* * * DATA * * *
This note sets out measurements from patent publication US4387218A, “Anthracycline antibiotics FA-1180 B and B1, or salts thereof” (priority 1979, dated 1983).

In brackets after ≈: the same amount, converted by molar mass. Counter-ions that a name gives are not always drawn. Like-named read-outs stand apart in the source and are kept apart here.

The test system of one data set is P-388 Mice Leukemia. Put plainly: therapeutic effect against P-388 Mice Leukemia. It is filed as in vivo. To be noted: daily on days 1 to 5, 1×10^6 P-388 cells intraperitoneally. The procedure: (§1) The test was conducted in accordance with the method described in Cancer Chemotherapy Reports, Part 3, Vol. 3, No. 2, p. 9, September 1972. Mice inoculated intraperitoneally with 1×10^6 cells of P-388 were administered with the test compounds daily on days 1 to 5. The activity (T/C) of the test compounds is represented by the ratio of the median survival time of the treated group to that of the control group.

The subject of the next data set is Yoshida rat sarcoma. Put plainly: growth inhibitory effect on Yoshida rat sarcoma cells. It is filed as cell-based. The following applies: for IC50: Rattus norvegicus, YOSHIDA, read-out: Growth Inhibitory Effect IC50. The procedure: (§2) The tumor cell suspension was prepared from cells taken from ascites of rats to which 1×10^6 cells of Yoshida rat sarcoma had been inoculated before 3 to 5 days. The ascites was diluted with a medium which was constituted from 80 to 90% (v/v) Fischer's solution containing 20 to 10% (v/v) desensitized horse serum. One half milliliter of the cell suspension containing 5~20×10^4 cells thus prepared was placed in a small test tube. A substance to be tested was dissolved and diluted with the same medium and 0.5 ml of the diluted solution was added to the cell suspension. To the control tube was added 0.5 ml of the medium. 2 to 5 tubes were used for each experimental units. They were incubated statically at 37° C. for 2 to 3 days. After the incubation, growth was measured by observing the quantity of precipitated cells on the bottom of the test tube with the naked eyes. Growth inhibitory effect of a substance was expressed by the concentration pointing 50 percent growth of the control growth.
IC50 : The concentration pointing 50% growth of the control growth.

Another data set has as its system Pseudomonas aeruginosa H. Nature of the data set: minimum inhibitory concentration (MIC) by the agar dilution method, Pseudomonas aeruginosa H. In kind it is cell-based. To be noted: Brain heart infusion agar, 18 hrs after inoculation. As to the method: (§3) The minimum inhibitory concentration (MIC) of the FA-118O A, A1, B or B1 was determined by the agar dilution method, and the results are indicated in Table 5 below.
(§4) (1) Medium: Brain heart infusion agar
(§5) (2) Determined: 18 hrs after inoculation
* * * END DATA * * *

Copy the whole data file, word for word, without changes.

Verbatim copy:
This note sets out measurements from patent publication US4387218A, “Anthracycline antibiotics FA-1180 B and B1, or salts thereof” (priority 1979, dated 1983).

In brackets after ≈: the same amount, converted by molar mass. Counter-ions that a name gives are not always drawn. Like-named read-outs stand apart in the source and are kept apart here.

The test system of one data set is P-388 Mice Leukemia. Put plainly: therapeutic effect against P-388 Mice Leukemia. It is filed as in vivo. To be noted: daily on days 1 to 5, 1×10^6 P-388 cells intraperitoneally. The procedure: (§1) The test was conducted in accordance with the method described in Cancer Chemotherapy Reports, Part 3, Vol. 3, No. 2, p. 9, September 1972. Mice inoculated intraperitoneally with 1×10^6 cells of P-388 were administered with the test compounds daily on days 1 to 5. The activity (T/C) of the test compounds is represented by the ratio of the median survival time of the treated group to that of the control group.

The subject of the next data set is Yoshida rat sarcoma. Put plainly: growth inhibitory effect on Yoshida rat sarcoma cells. It is filed as cell-based. The following applies: for IC50: Rattus norvegicus, YOSHIDA, read-out: Growth Inhibitory Effect IC50. The procedure: (§2) The tumor cell suspension was prepared from cells taken from ascites of rats to which 1×10^6 cells of Yoshida rat sarcoma had been inoculated before 3 to 5 days. The ascites was diluted with a medium which was constituted from 80 to 90% (v/v) Fischer's solution containing 20 to 10% (v/v) desensitized horse serum. One half milliliter of the cell suspension containing 5~20×10^4 cells thus prepared was placed in a small test tube. A substance to be tested was dissolved and diluted with the same medium and 0.5 ml of the diluted solution was added to the cell suspension. To the control tube was added 0.5 ml of the medium. 2 to 5 tubes were used for each experimental units. They were incubated statically at 37° C. for 2 to 3 days. After the incubation, growth was measured by observing the quantity of precipitated cells on the bottom of the test tube with the naked eyes. Growth inhibitory effect of a substance was expressed by the concentration pointing 50 percent growth of the control growth.
IC50 : The concentration pointing 50% growth of the control growth.

Another data set has as its system Pseudomonas aeruginosa H. Nature of the data set: minimum inhibitory concentration (MIC) by the agar dilution method, Pseudomonas aeruginosa H. In kind it is cell-based. To be noted: Brain heart infusion agar, 18 hrs after inoculation. As to the method: (§3) The minimum inhibitory concentration (MIC) of the FA-118O A, A1, B or B1 was determined by the agar dilution method, and the results are indicated in Table 5 below.
(§4) (1) Medium: Brain heart infusion agar
(§5) (2) Determined: 18 hrs after inoculation